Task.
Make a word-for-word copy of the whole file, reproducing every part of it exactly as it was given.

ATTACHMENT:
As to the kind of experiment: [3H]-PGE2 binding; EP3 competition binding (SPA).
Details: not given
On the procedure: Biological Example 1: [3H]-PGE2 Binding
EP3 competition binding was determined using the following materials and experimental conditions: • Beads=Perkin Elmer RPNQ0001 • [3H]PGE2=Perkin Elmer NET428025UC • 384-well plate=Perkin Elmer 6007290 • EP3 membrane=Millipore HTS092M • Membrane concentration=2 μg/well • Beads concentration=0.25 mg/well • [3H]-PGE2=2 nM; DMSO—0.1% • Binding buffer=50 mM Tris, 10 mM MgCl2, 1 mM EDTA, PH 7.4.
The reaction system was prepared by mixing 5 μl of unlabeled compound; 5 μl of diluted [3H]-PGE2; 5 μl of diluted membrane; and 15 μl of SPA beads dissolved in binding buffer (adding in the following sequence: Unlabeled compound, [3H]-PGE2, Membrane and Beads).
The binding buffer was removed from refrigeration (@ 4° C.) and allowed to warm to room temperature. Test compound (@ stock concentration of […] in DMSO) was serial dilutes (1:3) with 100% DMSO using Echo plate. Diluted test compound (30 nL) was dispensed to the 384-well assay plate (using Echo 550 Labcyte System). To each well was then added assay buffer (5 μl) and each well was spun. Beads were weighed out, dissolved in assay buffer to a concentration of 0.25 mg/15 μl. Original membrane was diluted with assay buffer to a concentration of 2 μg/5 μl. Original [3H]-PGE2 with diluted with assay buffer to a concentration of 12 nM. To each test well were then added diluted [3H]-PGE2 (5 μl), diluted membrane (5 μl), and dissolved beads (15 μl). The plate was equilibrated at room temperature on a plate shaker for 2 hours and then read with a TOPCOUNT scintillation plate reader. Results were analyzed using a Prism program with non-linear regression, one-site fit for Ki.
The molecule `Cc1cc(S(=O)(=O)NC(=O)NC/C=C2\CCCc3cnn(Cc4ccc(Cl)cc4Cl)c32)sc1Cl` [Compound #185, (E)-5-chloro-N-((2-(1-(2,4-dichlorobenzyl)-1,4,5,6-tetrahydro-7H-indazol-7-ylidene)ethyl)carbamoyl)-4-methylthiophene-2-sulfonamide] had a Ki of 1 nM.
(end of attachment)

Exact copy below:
As to the kind of experiment: [3H]-PGE2 binding; EP3 competition binding (SPA).
Details: not given
On the procedure: Biological Example 1: [3H]-PGE2 Binding
EP3 competition binding was determined using the following materials and experimental conditions: • Beads=Perkin Elmer RPNQ0001 • [3H]PGE2=Perkin Elmer NET428025UC • 384-well plate=Perkin Elmer 6007290 • EP3 membrane=Millipore HTS092M • Membrane concentration=2 μg/well • Beads concentration=0.25 mg/well • [3H]-PGE2=2 nM; DMSO—0.1% • Binding buffer=50 mM Tris, 10 mM MgCl2, 1 mM EDTA, PH 7.4.
The reaction system was prepared by mixing 5 μl of unlabeled compound; 5 μl of diluted [3H]-PGE2; 5 μl of diluted membrane; and 15 μl of SPA beads dissolved in binding buffer (adding in the following sequence: Unlabeled compound, [3H]-PGE2, Membrane and Beads).
The binding buffer was removed from refrigeration (@ 4° C.) and allowed to warm to room temperature. Test compound (@ stock concentration of […] in DMSO) was serial dilutes (1:3) with 100% DMSO using Echo plate. Diluted test compound (30 nL) was dispensed to the 384-well assay plate (using Echo 550 Labcyte System). To each well was then added assay buffer (5 μl) and each well was spun. Beads were weighed out, dissolved in assay buffer to a concentration of 0.25 mg/15 μl. Original membrane was diluted with assay buffer to a concentration of 2 μg/5 μl. Original [3H]-PGE2 with diluted with assay buffer to a concentration of 12 nM. To each test well were then added diluted [3H]-PGE2 (5 μl), diluted membrane (5 μl), and dissolved beads (15 μl). The plate was equilibrated at room temperature on a plate shaker for 2 hours and then read with a TOPCOUNT scintillation plate reader. Results were analyzed using a Prism program with non-linear regression, one-site fit for Ki.
The molecule `Cc1cc(S(=O)(=O)NC(=O)NC/C=C2\CCCc3cnn(Cc4ccc(Cl)cc4Cl)c32)sc1Cl` [Compound #185, (E)-5-chloro-N-((2-(1-(2,4-dichlorobenzyl)-1,4,5,6-tetrahydro-7H-indazol-7-ylidene)ethyl)carbamoyl)-4-methylthiophene-2-sulfonamide] had a Ki of 1 nM.